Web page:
Food writers have made the simple stew far more complex than it needs to be
The food that is most commonly associated with winter is undoubtedly the stew. Few things are more comforting to return to on a cold night than the smell of one bubbling away in the oven. Stews stand for everything that winter opposes: warmth, sustenance, safety. A stew is, or should be, a simple dish: rustic rather than refined, elemental rather than elegant. And yet you wouldn't think so from reading many cookbooks. Recipes for stew, in my experience, tend to be far more complicated than they need be. Few foods have suffered more at the hands of food writers.
Take, for example, the often-asserted distinction between the stew and the casserole. According to some, a casserole is a stew-type dish cooked in a casserole in the oven, whereas a stew is a similar dish cooked on the hob. But how exactly does a casserole differ from an ordinary saucepan? And what if you cook a stew-type dish in a casserole on the hob? Does that make your dish a casserole-stew hybrid? A little reflection shows the distinction to be meaningless. Nor does the matter become clearer if one enlists French culinary terms. In his classic book Simple French Food (has a cookbook ever had a less appropriate title?), Richard Olney distinguishes between ragouts, daubes and sautes (all, apparently, "branches" of the stew family). Olney writes: "Whereas the soul of a daube resides in pervasive unity - the transformation of individual qualities into a single character, a saute should comprehend an interplay among entities, each jealous of distinctive flavours and textures - but united by the common veil of sauce." What on earth does this mean? On the basis of information gleaned from other passages, I think Olney is saying that a daube is cooked for longer than a saute, but I wouldn't bet on it.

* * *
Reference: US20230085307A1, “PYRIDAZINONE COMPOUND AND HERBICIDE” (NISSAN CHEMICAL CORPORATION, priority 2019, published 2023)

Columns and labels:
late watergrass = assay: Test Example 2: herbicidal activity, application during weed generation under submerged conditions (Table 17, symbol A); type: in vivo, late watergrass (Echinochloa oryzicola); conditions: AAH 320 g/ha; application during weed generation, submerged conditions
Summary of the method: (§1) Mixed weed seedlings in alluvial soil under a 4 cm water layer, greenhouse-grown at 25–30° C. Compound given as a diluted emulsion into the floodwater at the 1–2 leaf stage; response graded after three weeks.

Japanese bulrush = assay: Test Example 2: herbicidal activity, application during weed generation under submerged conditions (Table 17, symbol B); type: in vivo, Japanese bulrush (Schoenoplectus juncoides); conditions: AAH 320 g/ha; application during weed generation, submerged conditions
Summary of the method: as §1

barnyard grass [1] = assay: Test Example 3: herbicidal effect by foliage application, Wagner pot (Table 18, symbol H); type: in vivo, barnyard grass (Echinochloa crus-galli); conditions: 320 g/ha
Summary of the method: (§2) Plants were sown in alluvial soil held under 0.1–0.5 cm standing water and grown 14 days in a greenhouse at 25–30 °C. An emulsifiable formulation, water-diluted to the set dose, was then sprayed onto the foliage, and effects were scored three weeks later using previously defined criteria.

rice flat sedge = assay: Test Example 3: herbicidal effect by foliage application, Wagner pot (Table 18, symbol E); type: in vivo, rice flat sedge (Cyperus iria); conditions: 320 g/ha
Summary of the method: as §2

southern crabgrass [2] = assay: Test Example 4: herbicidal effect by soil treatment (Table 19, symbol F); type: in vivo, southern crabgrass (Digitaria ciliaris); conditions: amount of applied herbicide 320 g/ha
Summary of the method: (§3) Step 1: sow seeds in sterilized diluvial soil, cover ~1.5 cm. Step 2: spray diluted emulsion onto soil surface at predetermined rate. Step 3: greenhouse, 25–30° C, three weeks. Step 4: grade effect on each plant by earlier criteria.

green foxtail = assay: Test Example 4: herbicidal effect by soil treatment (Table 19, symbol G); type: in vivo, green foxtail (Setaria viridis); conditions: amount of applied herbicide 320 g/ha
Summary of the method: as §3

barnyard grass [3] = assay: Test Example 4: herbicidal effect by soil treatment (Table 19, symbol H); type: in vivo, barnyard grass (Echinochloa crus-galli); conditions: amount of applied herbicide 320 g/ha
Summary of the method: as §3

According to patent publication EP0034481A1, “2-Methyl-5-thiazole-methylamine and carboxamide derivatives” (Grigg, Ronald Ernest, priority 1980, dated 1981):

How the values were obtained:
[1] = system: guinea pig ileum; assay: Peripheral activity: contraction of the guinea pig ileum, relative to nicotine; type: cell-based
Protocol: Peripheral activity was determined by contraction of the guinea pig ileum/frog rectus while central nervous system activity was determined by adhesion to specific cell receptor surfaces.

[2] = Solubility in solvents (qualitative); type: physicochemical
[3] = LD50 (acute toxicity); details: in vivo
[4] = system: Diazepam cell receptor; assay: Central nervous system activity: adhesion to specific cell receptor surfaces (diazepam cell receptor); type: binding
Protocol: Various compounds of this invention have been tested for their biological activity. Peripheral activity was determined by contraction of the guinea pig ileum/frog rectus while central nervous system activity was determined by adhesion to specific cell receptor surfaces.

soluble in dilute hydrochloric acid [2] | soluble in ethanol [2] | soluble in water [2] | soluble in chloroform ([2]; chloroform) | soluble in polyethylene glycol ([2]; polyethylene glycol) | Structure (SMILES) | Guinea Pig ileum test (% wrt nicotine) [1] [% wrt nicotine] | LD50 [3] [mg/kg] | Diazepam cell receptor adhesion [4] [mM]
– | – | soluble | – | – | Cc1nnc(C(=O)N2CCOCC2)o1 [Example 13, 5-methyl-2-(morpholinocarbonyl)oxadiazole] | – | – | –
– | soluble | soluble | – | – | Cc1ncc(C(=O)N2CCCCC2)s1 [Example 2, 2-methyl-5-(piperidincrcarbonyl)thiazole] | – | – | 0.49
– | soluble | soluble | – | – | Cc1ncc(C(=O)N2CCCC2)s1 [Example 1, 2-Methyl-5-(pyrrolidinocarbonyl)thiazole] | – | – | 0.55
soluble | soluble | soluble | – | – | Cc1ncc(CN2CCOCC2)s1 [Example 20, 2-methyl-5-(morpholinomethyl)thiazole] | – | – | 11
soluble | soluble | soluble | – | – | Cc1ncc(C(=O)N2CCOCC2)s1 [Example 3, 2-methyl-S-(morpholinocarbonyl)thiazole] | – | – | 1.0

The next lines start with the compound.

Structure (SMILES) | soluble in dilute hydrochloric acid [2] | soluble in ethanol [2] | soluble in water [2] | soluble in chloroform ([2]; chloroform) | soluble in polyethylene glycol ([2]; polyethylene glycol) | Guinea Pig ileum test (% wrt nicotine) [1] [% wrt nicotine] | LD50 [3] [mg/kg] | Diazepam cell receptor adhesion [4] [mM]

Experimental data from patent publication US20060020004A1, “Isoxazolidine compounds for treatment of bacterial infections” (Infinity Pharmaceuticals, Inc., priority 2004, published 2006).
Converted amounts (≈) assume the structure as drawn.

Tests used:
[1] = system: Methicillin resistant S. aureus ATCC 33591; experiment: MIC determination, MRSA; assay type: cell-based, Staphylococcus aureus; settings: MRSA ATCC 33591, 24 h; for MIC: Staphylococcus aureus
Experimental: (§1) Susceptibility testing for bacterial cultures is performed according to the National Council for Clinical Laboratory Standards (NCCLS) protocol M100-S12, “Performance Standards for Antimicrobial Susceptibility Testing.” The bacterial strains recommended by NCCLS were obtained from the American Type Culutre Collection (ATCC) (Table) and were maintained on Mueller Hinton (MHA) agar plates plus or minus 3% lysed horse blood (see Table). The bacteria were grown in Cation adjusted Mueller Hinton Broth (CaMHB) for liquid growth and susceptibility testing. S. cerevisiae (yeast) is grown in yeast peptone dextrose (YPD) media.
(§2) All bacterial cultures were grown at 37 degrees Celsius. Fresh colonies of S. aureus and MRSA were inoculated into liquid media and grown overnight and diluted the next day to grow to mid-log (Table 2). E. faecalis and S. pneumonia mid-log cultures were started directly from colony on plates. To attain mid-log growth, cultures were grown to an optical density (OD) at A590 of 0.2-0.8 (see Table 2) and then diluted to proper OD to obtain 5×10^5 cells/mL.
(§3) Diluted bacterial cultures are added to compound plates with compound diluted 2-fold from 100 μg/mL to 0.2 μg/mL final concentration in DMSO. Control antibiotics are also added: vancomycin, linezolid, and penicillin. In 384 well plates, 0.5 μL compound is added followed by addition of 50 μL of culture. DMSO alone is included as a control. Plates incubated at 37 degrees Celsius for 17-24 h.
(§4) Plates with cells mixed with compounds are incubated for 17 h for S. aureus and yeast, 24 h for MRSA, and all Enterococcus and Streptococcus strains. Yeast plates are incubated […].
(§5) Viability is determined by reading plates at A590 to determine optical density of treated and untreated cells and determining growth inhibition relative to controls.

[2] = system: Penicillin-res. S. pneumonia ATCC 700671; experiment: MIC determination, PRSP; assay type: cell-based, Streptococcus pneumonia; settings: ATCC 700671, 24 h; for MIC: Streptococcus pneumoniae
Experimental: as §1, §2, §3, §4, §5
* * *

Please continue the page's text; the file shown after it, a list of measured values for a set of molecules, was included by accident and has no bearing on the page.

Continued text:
Other examples of unnecessary elaboration include the belief that wine cannot be used in a stew unless it is boiled on its own first, that sauces need to be skimmed, and that the meat needs to be removed after cooking so the sauce can be reduced (this shouldn't be necessary if you've taken care with the proportions to start with). The best stews, in my view, are simply cooked and then served, with a minimum of intermediary stages. I would, however, offer a few hints, which apply to all stews. One: heavier pans work much better than light ones (this is true whether you are cooking your stew on the hob or in the oven). Two: try not to use a pan that is too big for your ingredients (ie, the pan should be close to being full); for some reason, lots of space always seems to result in a less well-flavoured end product. Three: stews often taste better reheated the next day. Again, I am not sure why. Something, I think, to do with "pervasive unity".